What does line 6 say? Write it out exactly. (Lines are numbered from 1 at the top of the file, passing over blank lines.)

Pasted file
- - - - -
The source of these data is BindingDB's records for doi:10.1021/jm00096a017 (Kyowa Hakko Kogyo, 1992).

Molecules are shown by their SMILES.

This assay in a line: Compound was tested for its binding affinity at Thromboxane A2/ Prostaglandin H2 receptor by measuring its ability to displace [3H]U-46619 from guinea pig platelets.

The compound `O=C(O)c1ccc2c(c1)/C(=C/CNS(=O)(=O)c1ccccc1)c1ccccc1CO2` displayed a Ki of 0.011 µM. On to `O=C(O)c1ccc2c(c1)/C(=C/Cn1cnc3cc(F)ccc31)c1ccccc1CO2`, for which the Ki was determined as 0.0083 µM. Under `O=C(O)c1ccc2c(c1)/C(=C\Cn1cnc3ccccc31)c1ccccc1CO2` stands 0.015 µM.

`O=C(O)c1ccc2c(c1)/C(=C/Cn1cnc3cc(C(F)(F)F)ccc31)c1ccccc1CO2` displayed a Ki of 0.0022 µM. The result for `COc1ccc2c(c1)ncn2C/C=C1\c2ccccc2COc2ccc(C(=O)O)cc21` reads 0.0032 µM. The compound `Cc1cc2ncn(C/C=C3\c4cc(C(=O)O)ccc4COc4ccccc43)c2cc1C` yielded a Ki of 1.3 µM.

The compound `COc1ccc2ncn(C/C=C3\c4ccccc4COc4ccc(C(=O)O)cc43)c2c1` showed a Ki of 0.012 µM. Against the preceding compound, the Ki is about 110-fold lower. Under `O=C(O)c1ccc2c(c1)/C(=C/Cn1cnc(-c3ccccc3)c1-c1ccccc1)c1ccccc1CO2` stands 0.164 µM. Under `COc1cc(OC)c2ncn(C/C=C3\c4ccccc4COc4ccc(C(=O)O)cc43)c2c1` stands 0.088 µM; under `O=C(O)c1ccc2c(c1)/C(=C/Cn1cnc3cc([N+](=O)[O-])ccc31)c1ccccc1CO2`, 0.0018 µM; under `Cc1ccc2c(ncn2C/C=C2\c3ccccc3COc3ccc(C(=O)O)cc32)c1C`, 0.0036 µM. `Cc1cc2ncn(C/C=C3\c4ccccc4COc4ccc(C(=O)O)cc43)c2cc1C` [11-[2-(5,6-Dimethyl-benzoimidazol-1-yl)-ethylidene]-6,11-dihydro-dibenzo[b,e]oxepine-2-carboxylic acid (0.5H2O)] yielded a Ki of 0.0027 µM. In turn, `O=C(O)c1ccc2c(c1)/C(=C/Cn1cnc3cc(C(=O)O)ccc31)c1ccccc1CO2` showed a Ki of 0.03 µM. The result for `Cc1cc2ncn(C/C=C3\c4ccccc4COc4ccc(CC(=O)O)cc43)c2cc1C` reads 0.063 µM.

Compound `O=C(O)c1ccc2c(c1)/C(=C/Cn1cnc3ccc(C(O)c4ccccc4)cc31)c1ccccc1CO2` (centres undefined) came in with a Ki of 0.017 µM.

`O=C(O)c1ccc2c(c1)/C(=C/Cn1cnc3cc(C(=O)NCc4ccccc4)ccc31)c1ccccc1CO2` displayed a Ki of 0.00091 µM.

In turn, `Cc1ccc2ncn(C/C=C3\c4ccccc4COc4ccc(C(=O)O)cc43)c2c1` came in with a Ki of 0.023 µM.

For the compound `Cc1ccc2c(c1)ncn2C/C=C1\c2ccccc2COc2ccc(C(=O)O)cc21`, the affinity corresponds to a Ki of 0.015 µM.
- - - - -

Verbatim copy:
The compound `COc1ccc2ncn(C/C=C3\c4ccccc4COc4ccc(C(=O)O)cc43)c2c1` showed a Ki of 0.012 µM. Against the preceding compound, the Ki is about 110-fold lower. Under `O=C(O)c1ccc2c(c1)/C(=C/Cn1cnc(-c3ccccc3)c1-c1ccccc1)c1ccccc1CO2` stands 0.164 µM. Under `COc1cc(OC)c2ncn(C/C=C3\c4ccccc4COc4ccc(C(=O)O)cc43)c2c1` stands 0.088 µM; under `O=C(O)c1ccc2c(c1)/C(=C/Cn1cnc3cc([N+](=O)[O-])ccc31)c1ccccc1CO2`, 0.0018 µM; under `Cc1ccc2c(ncn2C/C=C2\c3ccccc3COc3ccc(C(=O)O)cc32)c1C`, 0.0036 µM. `Cc1cc2ncn(C/C=C3\c4ccccc4COc4ccc(C(=O)O)cc43)c2cc1C` [11-[2-(5,6-Dimethyl-benzoimidazol-1-yl)-ethylidene]-6,11-dihydro-dibenzo[b,e]oxepine-2-carboxylic acid (0.5H2O)] yielded a Ki of 0.0027 µM. In turn, `O=C(O)c1ccc2c(c1)/C(=C/Cn1cnc3cc(C(=O)O)ccc31)c1ccccc1CO2` showed a Ki of 0.03 µM. The result for `Cc1cc2ncn(C/C=C3\c4ccccc4COc4ccc(CC(=O)O)cc43)c2cc1C` reads 0.063 µM.